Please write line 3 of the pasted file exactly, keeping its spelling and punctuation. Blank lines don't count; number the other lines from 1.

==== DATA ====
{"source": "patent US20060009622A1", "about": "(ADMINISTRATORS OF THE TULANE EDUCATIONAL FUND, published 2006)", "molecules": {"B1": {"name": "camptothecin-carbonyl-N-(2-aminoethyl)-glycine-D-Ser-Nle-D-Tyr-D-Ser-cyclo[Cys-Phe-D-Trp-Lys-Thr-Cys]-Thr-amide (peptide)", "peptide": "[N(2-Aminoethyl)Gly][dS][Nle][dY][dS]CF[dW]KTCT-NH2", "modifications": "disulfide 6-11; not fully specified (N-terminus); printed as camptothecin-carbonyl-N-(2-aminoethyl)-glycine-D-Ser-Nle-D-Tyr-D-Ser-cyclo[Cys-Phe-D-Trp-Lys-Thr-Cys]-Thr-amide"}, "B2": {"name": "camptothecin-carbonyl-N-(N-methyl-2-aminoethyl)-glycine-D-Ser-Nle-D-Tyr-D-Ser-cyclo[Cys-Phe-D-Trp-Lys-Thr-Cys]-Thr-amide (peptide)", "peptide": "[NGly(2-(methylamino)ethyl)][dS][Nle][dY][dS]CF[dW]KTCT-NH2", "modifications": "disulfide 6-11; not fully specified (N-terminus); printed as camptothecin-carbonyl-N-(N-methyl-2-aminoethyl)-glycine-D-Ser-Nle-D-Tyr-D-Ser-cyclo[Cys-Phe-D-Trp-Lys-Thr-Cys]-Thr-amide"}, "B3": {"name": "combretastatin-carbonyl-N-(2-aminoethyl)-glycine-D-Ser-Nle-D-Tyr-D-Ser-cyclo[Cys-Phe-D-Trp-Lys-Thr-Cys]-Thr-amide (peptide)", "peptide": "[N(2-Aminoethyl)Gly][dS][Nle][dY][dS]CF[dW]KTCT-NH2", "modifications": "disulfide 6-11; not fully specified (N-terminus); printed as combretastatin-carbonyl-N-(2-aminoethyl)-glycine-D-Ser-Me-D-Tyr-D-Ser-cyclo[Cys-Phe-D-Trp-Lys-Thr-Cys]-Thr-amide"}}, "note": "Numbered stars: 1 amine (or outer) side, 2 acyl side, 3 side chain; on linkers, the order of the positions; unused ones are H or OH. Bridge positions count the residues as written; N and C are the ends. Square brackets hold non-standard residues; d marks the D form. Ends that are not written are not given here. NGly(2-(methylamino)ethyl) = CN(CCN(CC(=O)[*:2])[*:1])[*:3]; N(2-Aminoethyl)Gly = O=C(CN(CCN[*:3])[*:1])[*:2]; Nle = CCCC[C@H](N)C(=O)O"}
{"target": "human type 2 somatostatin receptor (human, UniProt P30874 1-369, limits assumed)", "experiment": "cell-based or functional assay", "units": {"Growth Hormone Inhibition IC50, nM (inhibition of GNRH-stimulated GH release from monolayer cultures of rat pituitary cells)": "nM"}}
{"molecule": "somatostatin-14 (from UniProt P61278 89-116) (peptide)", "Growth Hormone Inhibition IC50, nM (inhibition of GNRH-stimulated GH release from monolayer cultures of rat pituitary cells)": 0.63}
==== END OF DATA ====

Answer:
{"molecule": "somatostatin-14 (from UniProt P61278 89-116) (peptide)", "Growth Hormone Inhibition IC50, nM (inhibition of GNRH-stimulated GH release from monolayer cultures of rat pituitary cells)": 0.63}